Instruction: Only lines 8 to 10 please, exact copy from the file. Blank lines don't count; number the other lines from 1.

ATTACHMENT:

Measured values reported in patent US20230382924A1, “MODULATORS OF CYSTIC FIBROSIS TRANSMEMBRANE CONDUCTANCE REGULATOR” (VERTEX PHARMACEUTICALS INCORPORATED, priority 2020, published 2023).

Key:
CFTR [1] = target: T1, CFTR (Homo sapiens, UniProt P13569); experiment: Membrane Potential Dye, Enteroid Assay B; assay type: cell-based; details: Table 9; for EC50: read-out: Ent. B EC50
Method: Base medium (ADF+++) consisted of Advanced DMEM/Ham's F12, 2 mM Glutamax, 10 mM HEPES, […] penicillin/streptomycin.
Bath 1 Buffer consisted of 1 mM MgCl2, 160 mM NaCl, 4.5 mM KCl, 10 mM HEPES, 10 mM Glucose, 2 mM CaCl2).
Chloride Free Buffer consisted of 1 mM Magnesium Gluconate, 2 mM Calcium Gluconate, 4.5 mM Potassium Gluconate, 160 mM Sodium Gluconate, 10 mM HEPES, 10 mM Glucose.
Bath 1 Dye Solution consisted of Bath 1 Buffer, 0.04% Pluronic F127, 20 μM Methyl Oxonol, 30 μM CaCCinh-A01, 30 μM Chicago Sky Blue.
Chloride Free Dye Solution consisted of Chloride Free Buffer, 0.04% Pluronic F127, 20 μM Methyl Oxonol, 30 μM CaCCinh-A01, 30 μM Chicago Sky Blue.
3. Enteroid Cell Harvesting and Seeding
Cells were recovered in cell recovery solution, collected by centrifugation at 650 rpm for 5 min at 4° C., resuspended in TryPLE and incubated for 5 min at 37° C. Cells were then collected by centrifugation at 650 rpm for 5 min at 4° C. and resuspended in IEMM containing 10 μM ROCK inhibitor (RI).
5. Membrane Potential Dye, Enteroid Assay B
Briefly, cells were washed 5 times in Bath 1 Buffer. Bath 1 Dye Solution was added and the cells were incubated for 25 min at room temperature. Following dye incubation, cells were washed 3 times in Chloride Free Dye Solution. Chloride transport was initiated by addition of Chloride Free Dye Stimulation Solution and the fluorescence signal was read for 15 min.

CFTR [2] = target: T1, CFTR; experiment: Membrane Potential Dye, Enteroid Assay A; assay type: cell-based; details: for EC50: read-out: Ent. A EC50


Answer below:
Chloride Free Dye Solution consisted of Chloride Free Buffer, 0.04% Pluronic F127, 20 μM Methyl Oxonol, 30 μM CaCCinh-A01, 30 μM Chicago Sky Blue.
3. Enteroid Cell Harvesting and Seeding
Cells were recovered in cell recovery solution, collected by centrifugation at 650 rpm for 5 min at 4° C., resuspended in TryPLE and incubated for 5 min at 37° C. Cells were then collected by centrifugation at 650 rpm for 5 min at 4° C. and resuspended in IEMM containing 10 μM ROCK inhibitor (RI).